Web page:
I’m not doubting that Beltrán had a big role to play — he obviously did — but c’mon. Are we supposed to believe that he bullied everyone else into participating against their will? That is laughable to me. There is definitely some truth to it for young players without much clout, but give me a break with the others. I don’t want to hear it.

(For what it’s worth, even though I wrote this before a new Wall Street Journal story [subs req’d] broke this morning that called Beltrán the “godfather” of the program, I stand by this.)

The second major story comes via The Washington Post (subs req’d) and, well, it’s not a great look for Rob Manfred. Here is the key quote from that story:

“‘The whole industry knows they’ve been cheating their asses off for three or four years,’ said an executive from a team that faced the Astros in the playoffs during that span. ‘Everybody knew it.’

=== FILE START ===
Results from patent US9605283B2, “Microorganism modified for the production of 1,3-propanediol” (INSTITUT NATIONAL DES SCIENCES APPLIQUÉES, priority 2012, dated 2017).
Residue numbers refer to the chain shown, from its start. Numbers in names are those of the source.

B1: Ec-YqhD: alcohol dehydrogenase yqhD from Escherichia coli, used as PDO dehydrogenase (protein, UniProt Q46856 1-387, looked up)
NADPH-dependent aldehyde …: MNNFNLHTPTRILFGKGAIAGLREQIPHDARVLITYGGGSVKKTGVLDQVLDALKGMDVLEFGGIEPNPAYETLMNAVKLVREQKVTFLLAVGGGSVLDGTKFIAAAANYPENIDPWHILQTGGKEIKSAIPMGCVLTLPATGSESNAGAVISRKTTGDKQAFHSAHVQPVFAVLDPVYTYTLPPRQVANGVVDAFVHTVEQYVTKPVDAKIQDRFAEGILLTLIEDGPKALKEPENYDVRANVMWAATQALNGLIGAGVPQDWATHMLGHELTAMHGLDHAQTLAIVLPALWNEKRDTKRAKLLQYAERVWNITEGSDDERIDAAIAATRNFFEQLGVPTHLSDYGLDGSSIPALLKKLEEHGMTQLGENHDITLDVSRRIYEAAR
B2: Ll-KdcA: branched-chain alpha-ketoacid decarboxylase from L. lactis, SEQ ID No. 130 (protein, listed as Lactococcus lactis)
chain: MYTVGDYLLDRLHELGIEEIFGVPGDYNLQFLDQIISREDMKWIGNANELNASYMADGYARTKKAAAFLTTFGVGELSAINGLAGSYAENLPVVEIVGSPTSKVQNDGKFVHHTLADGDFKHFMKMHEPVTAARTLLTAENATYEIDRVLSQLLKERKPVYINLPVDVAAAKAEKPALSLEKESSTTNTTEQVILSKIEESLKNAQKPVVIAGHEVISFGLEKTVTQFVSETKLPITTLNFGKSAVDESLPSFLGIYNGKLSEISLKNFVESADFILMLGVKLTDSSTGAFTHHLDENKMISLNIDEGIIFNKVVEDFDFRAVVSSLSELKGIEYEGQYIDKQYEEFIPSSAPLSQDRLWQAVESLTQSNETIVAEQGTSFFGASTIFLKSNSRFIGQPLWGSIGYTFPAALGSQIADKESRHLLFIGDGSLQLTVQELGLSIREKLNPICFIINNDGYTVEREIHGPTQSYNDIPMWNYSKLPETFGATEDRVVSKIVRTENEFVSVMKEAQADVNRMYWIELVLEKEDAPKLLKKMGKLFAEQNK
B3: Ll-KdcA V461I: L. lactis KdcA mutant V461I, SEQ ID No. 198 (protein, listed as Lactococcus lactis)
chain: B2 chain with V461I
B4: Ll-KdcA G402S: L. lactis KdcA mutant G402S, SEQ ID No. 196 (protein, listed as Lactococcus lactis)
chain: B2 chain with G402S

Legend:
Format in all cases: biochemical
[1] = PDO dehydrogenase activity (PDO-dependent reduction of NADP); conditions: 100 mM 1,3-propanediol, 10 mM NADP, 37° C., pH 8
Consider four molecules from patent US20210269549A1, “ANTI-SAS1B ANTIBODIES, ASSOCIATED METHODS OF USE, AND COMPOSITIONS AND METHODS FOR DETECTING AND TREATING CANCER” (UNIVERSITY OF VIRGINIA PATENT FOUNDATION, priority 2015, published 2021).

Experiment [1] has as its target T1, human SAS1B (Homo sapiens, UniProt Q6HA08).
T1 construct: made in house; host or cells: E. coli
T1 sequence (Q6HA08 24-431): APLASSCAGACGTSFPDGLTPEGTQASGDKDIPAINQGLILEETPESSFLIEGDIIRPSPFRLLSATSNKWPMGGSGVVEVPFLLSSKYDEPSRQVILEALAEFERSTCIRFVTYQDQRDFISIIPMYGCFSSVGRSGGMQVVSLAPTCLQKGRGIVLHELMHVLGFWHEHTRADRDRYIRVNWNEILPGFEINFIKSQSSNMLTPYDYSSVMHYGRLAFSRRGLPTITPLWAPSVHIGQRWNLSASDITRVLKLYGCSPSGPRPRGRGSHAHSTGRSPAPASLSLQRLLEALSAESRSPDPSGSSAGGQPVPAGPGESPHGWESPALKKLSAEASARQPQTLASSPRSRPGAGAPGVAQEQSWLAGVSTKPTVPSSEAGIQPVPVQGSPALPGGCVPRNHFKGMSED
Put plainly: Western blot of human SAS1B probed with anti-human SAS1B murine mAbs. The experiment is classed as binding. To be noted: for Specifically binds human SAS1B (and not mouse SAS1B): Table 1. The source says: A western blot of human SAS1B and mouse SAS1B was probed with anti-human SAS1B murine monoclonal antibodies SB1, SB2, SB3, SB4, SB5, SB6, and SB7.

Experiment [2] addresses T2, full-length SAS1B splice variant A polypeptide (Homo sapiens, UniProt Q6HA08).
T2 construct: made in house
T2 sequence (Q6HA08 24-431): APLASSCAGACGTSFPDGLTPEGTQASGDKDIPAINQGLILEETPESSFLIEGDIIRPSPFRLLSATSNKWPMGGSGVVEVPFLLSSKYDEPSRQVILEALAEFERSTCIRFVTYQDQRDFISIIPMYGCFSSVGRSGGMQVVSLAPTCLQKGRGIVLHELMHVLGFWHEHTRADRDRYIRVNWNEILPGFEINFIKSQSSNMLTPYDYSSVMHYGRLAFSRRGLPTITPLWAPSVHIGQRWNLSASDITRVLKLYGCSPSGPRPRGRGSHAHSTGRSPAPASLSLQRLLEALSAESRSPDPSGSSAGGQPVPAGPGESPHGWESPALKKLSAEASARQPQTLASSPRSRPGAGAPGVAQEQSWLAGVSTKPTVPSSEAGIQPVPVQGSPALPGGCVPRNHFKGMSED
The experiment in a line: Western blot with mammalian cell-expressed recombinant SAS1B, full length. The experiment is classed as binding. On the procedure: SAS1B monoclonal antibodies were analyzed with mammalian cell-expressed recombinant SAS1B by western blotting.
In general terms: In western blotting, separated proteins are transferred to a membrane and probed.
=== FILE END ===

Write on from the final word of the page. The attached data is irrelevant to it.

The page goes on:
Like most of the people interviewed for this story, the executive spoke on condition of anonymity to defy an MLB request that personnel from other teams refrain from speaking freely about the Astros. He estimated “10 to 12” teams had complained to MLB about the Astros over the years. An executive from another team agreed with that number.”

I mean, Manfred’s conclusions look absurd now. Literally every new report contradicts them. We’ve seen concrete proof that the front-office was driving it, not the players; and now, we’ve seen concrete proof that it lasted well outside the window they claimed. It’s all absurd and it’s obvious that this is not going away any time soon.

2. Sign-Stealing and the Yankees: One more quick thought on this. The report also mentioned the Yankees. I’d be remiss not to discuss it, specifically the parts regarding Beltrán and Brian McCann. The first key quote:

“Both McCann and Beltrán played for the Yankees during the 2014, ’15 and ’16 seasons before joining the Astros in ’17. But it was Beltrán who, according to multiple sources, told the Astros that their sign-stealing methods were ‘behind the times.'”